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Can You Do Vision Therapy at Home?

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A woman covering her left eye with a medical instrument to check her vision.

There’s a misconception that vision therapy is eye exercise. While this is partly true, it’s not only eye exercises. Vision therapy is like physical therapy for your eyes that can improve visual skills such as eye movement control, depth perception, and focus. 

Both adults and children can benefit from vision therapy. But can you do it at home? 

A tailored vision therapy treatment program may include in-office sessions with your optometrist and at-home maintenance therapy. 

What is Vision Therapy?

Vision therapy is a series of exercises and activities to help improve visual skills. Therapy sessions occur in a clinical setting under the guidance of a trained optometrist.

Vision therapy helps address eye tracking issues, retrain poor visual behaviour, strengthen eye muscles, and change how your brain interprets what you see, allowing you to perform daily activities more easily and efficiently.

Vision therapy can help with the following activities and conditions in adults and children:

  • Reading
  • Writing
  • Catching a ball
  • Playing sports
  • Acquired brain injury 
  • Concussion
  • Amblyopia (lazy eye)
  • Strabismus (crossed eye)
  • Convergence insufficiency (inability of both eyes to focus)
  • Eye strain
  • Headaches

One example of vision therapy could be treating a child with a lazy eye (loss of vision in one eye). They may require glasses first. An eye doctor may then put a patch over the good eye, so the child will have to rely more on the lazy eye. Together with other exercises, this forces the child’s brain to see with the weaker eye, thus helping to restore vision.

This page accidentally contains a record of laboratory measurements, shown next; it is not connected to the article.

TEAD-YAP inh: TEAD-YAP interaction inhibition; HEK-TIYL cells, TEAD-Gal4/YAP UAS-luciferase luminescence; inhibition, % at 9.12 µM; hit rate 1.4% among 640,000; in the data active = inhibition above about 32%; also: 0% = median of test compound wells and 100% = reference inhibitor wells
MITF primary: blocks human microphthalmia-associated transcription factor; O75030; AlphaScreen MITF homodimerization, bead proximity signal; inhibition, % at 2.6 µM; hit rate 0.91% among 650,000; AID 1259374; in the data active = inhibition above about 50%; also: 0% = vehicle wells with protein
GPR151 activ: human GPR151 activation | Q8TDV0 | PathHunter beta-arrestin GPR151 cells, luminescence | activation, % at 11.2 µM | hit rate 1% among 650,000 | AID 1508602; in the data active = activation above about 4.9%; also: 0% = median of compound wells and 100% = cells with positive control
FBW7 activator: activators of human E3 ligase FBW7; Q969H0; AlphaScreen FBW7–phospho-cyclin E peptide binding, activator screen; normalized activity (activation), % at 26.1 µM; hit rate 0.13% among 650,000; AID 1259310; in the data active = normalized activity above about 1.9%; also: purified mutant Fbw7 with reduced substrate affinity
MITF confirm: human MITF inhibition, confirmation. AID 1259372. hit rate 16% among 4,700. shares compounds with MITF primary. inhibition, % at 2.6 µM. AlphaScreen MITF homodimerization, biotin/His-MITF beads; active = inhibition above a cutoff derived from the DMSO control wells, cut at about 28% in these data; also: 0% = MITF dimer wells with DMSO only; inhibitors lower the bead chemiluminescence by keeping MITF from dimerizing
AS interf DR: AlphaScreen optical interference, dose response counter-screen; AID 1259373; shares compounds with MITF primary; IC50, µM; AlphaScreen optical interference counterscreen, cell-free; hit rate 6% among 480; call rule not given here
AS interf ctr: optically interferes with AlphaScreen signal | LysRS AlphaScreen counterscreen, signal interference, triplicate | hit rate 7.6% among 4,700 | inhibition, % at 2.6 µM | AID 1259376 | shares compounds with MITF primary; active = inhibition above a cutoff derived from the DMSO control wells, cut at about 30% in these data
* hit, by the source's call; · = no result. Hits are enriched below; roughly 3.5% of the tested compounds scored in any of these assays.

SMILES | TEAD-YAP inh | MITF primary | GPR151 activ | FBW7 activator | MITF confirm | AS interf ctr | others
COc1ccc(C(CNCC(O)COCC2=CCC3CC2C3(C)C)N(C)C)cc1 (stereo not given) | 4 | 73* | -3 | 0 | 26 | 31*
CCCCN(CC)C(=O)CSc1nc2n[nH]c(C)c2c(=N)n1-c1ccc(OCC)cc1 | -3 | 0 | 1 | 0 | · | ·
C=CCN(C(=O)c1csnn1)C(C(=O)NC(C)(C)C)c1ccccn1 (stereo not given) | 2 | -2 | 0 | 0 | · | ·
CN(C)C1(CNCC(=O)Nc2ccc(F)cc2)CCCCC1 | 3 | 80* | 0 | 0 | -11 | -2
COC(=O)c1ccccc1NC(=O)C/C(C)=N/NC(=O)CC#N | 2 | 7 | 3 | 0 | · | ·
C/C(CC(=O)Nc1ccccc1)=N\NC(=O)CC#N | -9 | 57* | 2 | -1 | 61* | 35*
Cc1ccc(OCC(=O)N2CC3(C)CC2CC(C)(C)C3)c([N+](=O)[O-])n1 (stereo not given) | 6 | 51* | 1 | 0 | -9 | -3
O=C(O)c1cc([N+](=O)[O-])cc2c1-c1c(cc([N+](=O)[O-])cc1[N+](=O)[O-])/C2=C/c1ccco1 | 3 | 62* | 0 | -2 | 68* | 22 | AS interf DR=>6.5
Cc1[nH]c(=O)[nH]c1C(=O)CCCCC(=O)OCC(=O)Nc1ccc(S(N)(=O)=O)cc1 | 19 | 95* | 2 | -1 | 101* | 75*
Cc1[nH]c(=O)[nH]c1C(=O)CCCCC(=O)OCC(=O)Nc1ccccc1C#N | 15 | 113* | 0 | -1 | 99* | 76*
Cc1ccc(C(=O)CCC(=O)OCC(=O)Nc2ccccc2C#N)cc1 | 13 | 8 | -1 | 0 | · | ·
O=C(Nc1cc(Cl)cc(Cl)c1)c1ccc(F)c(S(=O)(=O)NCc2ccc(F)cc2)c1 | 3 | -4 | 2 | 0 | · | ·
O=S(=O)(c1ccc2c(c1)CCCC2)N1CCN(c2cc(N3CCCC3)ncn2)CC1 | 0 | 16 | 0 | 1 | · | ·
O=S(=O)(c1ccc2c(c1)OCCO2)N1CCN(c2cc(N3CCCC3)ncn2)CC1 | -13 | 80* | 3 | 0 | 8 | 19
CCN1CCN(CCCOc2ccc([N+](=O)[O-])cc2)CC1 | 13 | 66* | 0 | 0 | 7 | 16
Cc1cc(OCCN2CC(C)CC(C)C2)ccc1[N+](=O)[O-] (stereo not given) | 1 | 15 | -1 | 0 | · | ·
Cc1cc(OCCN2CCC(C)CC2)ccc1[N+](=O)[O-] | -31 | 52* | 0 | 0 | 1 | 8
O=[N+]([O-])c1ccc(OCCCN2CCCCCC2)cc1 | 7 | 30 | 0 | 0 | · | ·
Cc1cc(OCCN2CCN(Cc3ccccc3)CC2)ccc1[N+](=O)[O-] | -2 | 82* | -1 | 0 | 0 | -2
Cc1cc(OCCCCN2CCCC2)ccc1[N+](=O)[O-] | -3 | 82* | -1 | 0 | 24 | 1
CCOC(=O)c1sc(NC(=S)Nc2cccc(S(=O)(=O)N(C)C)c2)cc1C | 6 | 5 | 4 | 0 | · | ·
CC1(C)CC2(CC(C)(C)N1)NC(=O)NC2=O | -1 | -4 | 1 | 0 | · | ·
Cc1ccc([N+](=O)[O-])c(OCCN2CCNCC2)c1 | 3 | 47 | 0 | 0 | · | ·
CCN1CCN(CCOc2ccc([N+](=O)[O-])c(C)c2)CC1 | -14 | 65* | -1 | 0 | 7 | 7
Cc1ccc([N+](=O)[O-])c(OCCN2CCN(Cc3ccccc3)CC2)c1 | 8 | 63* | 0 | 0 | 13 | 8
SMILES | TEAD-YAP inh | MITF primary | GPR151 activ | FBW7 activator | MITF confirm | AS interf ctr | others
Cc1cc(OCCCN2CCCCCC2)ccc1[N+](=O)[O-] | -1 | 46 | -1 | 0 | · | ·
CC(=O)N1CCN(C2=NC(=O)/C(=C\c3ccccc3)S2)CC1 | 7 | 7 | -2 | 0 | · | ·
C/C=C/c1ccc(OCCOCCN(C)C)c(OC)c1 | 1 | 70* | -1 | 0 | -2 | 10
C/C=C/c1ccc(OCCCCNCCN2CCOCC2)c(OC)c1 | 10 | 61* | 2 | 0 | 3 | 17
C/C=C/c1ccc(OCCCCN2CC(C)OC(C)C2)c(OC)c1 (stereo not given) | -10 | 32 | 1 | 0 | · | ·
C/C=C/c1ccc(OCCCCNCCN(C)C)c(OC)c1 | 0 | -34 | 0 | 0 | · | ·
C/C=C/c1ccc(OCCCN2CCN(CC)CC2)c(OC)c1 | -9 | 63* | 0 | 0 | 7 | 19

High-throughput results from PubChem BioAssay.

Post-Concussion Vision Therapy

After a concussion, you may experience lingering visual symptoms that can indicate the brain and eyes aren’t communicating effectively. Symptoms of a concussion can include the following:

  • Blurred vision
  • Double vision
  • Light sensitivity
  • Headaches
  • Eye fatigue
  • Difficulty concentrating
  • Dizziness

Vision rehabilitation with a personalized treatment plan after a concussion can help improve your vision by rebuilding the connection between the brain and eyes, restoring balance, and assisting your cognitive function. 

Can You Do Vision Therapy at Home?

The short answer is yes, you can do vision therapy at home. However, vision therapy is a specialized form of therapy that requires the guidance and expertise of a trained professional. 

While it’s possible to find vision therapy exercises online or in books, it’s essential to understand that these exercises may not be appropriate for everyone, and attempting them without the direction of your eye doctor is not recommended. Every individual’s visual needs are unique, and vision therapy is not a one-size-fits-all approach. 

Specifically designed vision therapy treatment programs can meet and address an individual’s needs. The first step is typically a complete vision therapy diagnostic assessment to determine visual issues.